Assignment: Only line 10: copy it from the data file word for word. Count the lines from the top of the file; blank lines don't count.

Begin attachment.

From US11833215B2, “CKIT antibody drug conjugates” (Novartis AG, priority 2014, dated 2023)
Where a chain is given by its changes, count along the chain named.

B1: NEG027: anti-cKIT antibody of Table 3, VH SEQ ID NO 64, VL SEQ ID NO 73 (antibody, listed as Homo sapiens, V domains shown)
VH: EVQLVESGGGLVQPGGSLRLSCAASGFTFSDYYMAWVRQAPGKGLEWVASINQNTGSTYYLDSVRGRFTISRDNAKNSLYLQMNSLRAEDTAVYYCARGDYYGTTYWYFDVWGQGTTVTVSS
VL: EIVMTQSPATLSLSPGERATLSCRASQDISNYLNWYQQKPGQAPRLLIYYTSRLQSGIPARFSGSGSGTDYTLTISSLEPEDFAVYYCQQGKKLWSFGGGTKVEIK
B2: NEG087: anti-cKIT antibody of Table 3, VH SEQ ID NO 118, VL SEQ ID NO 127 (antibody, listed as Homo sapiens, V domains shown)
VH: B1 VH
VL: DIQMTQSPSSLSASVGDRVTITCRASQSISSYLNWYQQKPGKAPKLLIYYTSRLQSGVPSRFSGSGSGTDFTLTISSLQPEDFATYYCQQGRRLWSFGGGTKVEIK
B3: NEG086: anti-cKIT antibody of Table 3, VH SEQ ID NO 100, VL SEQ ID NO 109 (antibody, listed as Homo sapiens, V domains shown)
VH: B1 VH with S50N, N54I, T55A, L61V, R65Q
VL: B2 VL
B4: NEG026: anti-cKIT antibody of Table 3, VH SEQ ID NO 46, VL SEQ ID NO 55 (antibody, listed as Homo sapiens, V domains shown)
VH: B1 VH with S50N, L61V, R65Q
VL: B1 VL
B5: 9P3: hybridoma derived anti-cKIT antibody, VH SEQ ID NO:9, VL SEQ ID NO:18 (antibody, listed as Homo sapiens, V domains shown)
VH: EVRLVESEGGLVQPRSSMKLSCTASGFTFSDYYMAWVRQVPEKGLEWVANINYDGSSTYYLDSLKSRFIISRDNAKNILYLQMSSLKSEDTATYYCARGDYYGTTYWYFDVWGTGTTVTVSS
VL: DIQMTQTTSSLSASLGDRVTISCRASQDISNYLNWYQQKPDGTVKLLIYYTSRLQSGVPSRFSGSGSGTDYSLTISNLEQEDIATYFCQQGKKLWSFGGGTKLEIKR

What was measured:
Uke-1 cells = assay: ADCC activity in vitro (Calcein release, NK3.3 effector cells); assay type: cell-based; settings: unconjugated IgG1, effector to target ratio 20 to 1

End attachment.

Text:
VH: B1 VH with S50N, N54I, T55A, L61V, R65Q